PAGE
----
The true story of the 1973 tennis match between woman's champion
Billie Jean King and ex-champ and vocal male chauvinist Bobby Riggs.
Battle of the Sexes (2017)
Directed by Jonathan Dayton and Valerie Faris
Written by Simon Beaufoy
Starring Emma Stone, Steve Carell, Andrea Riseborough,
Sarah Silverman, Bill Pullman, Alan Cumming,
Elisabeth Shue, Natalie Morales, Austin Stowell
The 1973 tennis match between Billie Jean King and Bobby Riggs was probably the most important tennis match of the 20th century. It was a landmark victory for women in sports and proved to chauvinists everywhere that women were just as strong and powerful as men. It seems like realizing that would be common sense, but you'd be surprised how many pigs out there still think women should be seen and not heard. In 1973, Billie Jean King went a long way towards giving women in sports a voice and a leader, and this entertaining film showcases it perfectly.
Emma Stone delivers a top notch performance as Billie Jean King, virtually disappearing into the role. Her chemistry with tennis rival Bobby Riggs (played to perfection by Steve Carell) is at the heart of the film, and together they have a great presence. This film shows how King fought to get equal pay for women in tennis, even going so far as to start her own tennis federation with the help of other female tennis pros. The match between her and Riggs was just the icing on the cake of an equality issue that has really yet to be addressed at the national level. Even today, women only make 70% of what a man makes for the same job. That's absolutely disgusting and it needs to stop. Films like this need to be seen so everybody remembers that this is a problem women have been fighting to resolve for far too long.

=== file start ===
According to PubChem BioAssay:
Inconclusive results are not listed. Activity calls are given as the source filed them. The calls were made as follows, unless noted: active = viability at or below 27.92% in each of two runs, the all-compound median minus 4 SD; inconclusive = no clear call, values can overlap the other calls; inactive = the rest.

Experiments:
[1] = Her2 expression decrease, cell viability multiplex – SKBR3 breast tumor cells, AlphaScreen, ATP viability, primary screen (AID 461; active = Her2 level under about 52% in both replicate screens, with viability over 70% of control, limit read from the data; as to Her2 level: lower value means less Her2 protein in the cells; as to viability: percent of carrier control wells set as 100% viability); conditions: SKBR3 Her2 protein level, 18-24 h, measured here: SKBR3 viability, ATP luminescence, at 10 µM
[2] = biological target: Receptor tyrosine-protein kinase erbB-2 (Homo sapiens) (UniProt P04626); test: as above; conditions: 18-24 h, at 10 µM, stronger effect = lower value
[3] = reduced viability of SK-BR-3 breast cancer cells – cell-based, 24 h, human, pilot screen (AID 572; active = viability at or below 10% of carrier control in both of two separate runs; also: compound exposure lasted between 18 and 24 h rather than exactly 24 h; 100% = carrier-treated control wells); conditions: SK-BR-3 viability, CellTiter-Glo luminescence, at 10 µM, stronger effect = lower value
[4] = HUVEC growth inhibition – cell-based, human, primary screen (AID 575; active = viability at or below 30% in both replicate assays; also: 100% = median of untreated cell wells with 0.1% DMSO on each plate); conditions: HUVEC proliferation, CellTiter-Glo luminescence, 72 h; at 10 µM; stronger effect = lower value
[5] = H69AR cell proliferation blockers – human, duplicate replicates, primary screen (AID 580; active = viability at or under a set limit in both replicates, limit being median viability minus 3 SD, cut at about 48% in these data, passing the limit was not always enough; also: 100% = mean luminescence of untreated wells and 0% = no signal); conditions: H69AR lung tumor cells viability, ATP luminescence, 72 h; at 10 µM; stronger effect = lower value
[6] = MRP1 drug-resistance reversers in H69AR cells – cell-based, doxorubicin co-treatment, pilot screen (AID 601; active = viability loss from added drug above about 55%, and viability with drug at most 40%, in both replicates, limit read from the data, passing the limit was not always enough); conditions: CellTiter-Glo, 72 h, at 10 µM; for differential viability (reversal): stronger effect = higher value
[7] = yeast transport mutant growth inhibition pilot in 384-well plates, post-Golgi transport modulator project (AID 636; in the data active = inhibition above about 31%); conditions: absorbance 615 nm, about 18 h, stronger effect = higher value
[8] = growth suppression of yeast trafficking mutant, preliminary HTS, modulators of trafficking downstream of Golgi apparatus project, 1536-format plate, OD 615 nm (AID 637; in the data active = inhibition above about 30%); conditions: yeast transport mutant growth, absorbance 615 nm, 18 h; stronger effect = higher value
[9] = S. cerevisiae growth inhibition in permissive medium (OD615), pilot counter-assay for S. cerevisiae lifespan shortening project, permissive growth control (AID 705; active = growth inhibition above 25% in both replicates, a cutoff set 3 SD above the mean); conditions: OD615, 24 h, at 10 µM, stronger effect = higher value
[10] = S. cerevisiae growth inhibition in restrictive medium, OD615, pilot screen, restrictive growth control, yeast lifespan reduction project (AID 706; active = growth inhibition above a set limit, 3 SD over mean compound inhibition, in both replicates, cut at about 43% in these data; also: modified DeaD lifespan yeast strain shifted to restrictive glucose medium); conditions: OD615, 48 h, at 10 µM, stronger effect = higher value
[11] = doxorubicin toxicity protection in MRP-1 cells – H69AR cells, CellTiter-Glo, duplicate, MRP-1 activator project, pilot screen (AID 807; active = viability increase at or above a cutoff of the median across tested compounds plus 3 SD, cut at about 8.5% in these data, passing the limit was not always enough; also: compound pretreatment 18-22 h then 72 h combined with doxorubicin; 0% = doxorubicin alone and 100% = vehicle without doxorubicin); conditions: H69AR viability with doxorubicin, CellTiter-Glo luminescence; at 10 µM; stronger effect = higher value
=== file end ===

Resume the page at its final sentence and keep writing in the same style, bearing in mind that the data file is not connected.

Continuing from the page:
Battle of the Sexes is an entertaining, well-acted biopic that delivers a satisfying conclusion but also sidesteps some of the more interesting parts of its subjects' stories. The film touches on King's lesbian relationship with Marilyn Barnett, but never goes into any real detail of how she dealt with keeping that secret. I would've liked a more in-depth look at King's life outside of the glamorized match, but maybe that's for another film. Still, I enjoyed it.